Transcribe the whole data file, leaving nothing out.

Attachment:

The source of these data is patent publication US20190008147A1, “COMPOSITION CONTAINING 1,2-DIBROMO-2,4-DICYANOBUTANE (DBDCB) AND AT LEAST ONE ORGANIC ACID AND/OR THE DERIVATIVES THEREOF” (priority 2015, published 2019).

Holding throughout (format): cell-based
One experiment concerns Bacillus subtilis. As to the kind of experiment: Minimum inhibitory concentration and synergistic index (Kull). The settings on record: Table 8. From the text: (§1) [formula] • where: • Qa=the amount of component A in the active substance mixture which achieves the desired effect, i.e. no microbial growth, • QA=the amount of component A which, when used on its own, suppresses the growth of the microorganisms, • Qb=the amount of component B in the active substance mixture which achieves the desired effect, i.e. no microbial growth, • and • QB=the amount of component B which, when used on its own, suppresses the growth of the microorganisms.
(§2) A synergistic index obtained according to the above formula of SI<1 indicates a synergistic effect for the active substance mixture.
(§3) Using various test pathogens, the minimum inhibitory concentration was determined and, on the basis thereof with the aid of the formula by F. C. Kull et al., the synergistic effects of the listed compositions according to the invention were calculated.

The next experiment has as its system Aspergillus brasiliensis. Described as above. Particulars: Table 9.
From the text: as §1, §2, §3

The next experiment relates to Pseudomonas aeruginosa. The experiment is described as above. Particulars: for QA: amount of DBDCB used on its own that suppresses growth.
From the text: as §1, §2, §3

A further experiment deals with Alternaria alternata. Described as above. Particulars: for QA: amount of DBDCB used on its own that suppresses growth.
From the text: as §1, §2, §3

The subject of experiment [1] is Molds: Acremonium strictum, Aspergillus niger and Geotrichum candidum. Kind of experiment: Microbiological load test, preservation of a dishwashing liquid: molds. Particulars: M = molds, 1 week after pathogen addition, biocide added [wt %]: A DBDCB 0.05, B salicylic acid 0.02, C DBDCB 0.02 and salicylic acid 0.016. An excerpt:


The source of these data is patent publication US20190008147A1, “COMPOSITION CONTAINING 1,2-DIBROMO-2,4-DICYANOBUTANE (DBDCB) AND AT LEAST ONE ORGANIC ACID AND/OR THE DERIVATIVES THEREOF” (priority 2015, published 2019).

Holding throughout (format): cell-based
One experiment concerns Bacillus subtilis. As to the kind of experiment: Minimum inhibitory concentration and synergistic index (Kull). The settings on record: Table 8. From the text: (§1) [formula] • where: • Qa=the amount of component A in the active substance mixture which achieves the desired effect, i.e. no microbial growth, • QA=the amount of component A which, when used on its own, suppresses the growth of the microorganisms, • Qb=the amount of component B in the active substance mixture which achieves the desired effect, i.e. no microbial growth, • and • QB=the amount of component B which, when used on its own, suppresses the growth of the microorganisms.
(§2) A synergistic index obtained according to the above formula of SI<1 indicates a synergistic effect for the active substance mixture.
(§3) Using various test pathogens, the minimum inhibitory concentration was determined and, on the basis thereof with the aid of the formula by F. C. Kull et al., the synergistic effects of the listed compositions according to the invention were calculated.

The next experiment has as its system Aspergillus brasiliensis. Described as above. Particulars: Table 9.
From the text: as §1, §2, §3

The next experiment relates to Pseudomonas aeruginosa. The experiment is described as above. Particulars: for QA: amount of DBDCB used on its own that suppresses growth.
From the text: as §1, §2, §3

A further experiment deals with Alternaria alternata. Described as above. Particulars: for QA: amount of DBDCB used on its own that suppresses growth.
From the text: as §1, §2, §3

The subject of experiment [1] is Molds: Acremonium strictum, Aspergillus niger and Geotrichum candidum. Kind of experiment: Microbiological load test, preservation of a dishwashing liquid: molds. Particulars: M = molds, 1 week after pathogen addition, biocide added [wt %]: A DBDCB 0.05, B salicylic acid 0.02, C DBDCB 0.02 and salicylic acid 0.016. An excerpt: